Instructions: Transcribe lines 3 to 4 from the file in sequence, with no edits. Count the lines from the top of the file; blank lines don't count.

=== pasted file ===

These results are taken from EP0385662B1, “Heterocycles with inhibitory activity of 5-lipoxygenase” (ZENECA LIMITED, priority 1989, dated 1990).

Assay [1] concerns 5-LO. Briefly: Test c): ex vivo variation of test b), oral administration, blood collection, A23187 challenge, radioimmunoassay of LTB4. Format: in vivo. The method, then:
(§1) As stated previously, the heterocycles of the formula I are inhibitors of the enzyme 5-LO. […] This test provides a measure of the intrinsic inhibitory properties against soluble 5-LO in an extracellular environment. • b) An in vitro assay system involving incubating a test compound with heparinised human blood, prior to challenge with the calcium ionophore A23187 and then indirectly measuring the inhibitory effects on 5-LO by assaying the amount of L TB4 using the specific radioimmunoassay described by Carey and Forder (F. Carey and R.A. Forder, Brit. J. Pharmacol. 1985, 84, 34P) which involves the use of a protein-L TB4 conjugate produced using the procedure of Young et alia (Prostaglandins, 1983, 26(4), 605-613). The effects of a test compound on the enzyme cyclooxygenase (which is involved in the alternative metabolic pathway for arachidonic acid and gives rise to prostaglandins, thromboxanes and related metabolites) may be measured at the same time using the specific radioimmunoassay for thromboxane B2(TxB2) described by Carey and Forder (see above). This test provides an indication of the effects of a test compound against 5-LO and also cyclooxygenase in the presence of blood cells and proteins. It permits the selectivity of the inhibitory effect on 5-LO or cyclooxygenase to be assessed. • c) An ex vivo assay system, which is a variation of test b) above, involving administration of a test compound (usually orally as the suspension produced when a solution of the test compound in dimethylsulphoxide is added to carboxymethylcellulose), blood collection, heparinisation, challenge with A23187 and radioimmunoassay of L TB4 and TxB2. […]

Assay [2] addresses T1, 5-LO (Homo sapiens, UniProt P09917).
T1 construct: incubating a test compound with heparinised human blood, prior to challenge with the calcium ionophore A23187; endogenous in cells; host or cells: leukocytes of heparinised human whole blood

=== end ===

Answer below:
(§1) As stated previously, the heterocycles of the formula I are inhibitors of the enzyme 5-LO. […] This test provides a measure of the intrinsic inhibitory properties against soluble 5-LO in an extracellular environment. • b) An in vitro assay system involving incubating a test compound with heparinised human blood, prior to challenge with the calcium ionophore A23187 and then indirectly measuring the inhibitory effects on 5-LO by assaying the amount of L TB4 using the specific radioimmunoassay described by Carey and Forder (F. Carey and R.A. Forder, Brit. J. Pharmacol. 1985, 84, 34P) which involves the use of a protein-L TB4 conjugate produced using the procedure of Young et alia (Prostaglandins, 1983, 26(4), 605-613). The effects of a test compound on the enzyme cyclooxygenase (which is involved in the alternative metabolic pathway for arachidonic acid and gives rise to prostaglandins, thromboxanes and related metabolites) may be measured at the same time using the specific radioimmunoassay for thromboxane B2(TxB2) described by Carey and Forder (see above). This test provides an indication of the effects of a test compound against 5-LO and also cyclooxygenase in the presence of blood cells and proteins. It permits the selectivity of the inhibitory effect on 5-LO or cyclooxygenase to be assessed. • c) An ex vivo assay system, which is a variation of test b) above, involving administration of a test compound (usually orally as the suspension produced when a solution of the test compound in dimethylsulphoxide is added to carboxymethylcellulose), blood collection, heparinisation, challenge with A23187 and radioimmunoassay of L TB4 and TxB2. […]

Assay [2] addresses T1, 5-LO (Homo sapiens, UniProt P09917).